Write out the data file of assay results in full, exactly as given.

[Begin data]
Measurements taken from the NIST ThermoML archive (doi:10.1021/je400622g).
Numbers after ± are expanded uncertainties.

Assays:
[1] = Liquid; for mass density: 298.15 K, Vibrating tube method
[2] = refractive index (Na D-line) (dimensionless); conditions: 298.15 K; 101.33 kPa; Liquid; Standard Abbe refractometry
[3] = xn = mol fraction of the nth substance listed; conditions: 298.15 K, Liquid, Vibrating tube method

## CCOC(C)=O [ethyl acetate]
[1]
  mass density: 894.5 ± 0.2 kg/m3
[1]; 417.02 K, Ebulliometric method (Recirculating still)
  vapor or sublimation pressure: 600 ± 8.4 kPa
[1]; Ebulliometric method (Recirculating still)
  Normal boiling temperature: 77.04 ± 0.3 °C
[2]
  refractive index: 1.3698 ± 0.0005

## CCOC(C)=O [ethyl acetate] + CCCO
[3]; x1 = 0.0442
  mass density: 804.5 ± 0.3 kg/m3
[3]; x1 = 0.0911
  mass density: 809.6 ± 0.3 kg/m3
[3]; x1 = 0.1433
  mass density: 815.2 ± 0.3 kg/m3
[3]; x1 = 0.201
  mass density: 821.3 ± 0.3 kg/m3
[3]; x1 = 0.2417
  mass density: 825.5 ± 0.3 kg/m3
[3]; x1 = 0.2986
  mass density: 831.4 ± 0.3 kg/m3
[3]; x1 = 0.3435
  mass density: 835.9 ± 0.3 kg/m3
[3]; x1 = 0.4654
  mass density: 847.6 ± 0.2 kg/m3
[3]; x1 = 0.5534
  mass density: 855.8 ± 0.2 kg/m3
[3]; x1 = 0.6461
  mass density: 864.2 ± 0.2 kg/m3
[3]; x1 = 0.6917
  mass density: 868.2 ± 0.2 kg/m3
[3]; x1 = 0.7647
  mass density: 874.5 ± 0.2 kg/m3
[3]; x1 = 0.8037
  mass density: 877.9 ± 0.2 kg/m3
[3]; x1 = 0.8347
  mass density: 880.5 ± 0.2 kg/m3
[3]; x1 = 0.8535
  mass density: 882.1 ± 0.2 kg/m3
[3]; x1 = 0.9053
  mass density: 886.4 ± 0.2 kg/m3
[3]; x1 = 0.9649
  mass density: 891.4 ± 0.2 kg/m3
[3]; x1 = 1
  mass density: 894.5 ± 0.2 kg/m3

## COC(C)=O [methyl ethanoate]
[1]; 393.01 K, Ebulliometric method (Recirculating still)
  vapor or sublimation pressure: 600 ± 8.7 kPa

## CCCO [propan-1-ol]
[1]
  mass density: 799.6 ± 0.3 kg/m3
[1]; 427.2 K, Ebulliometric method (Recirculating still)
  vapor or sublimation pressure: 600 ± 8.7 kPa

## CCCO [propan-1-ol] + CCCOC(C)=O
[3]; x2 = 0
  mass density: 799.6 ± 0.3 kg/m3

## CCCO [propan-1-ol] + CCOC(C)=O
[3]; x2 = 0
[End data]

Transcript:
Measurements taken from the NIST ThermoML archive (doi:10.1021/je400622g).
Numbers after ± are expanded uncertainties.

Assays:
[1] = Liquid; for mass density: 298.15 K, Vibrating tube method
[2] = refractive index (Na D-line) (dimensionless); conditions: 298.15 K; 101.33 kPa; Liquid; Standard Abbe refractometry
[3] = xn = mol fraction of the nth substance listed; conditions: 298.15 K, Liquid, Vibrating tube method

## CCOC(C)=O [ethyl acetate]
[1]
  mass density: 894.5 ± 0.2 kg/m3
[1]; 417.02 K, Ebulliometric method (Recirculating still)
  vapor or sublimation pressure: 600 ± 8.4 kPa
[1]; Ebulliometric method (Recirculating still)
  Normal boiling temperature: 77.04 ± 0.3 °C
[2]
  refractive index: 1.3698 ± 0.0005

## CCOC(C)=O [ethyl acetate] + CCCO
[3]; x1 = 0.0442
  mass density: 804.5 ± 0.3 kg/m3
[3]; x1 = 0.0911
  mass density: 809.6 ± 0.3 kg/m3
[3]; x1 = 0.1433
  mass density: 815.2 ± 0.3 kg/m3
[3]; x1 = 0.201
  mass density: 821.3 ± 0.3 kg/m3
[3]; x1 = 0.2417
  mass density: 825.5 ± 0.3 kg/m3
[3]; x1 = 0.2986
  mass density: 831.4 ± 0.3 kg/m3
[3]; x1 = 0.3435
  mass density: 835.9 ± 0.3 kg/m3
[3]; x1 = 0.4654
  mass density: 847.6 ± 0.2 kg/m3
[3]; x1 = 0.5534
  mass density: 855.8 ± 0.2 kg/m3
[3]; x1 = 0.6461
  mass density: 864.2 ± 0.2 kg/m3
[3]; x1 = 0.6917
  mass density: 868.2 ± 0.2 kg/m3
[3]; x1 = 0.7647
  mass density: 874.5 ± 0.2 kg/m3
[3]; x1 = 0.8037
  mass density: 877.9 ± 0.2 kg/m3
[3]; x1 = 0.8347
  mass density: 880.5 ± 0.2 kg/m3
[3]; x1 = 0.8535
  mass density: 882.1 ± 0.2 kg/m3
[3]; x1 = 0.9053
  mass density: 886.4 ± 0.2 kg/m3
[3]; x1 = 0.9649
  mass density: 891.4 ± 0.2 kg/m3
[3]; x1 = 1
  mass density: 894.5 ± 0.2 kg/m3

## COC(C)=O [methyl ethanoate]
[1]; 393.01 K, Ebulliometric method (Recirculating still)
  vapor or sublimation pressure: 600 ± 8.7 kPa

## CCCO [propan-1-ol]
[1]
  mass density: 799.6 ± 0.3 kg/m3
[1]; 427.2 K, Ebulliometric method (Recirculating still)
  vapor or sublimation pressure: 600 ± 8.7 kPa

## CCCO [propan-1-ol] + CCCOC(C)=O
[3]; x2 = 0
  mass density: 799.6 ± 0.3 kg/m3

## CCCO [propan-1-ol] + CCOC(C)=O
[3]; x2 = 0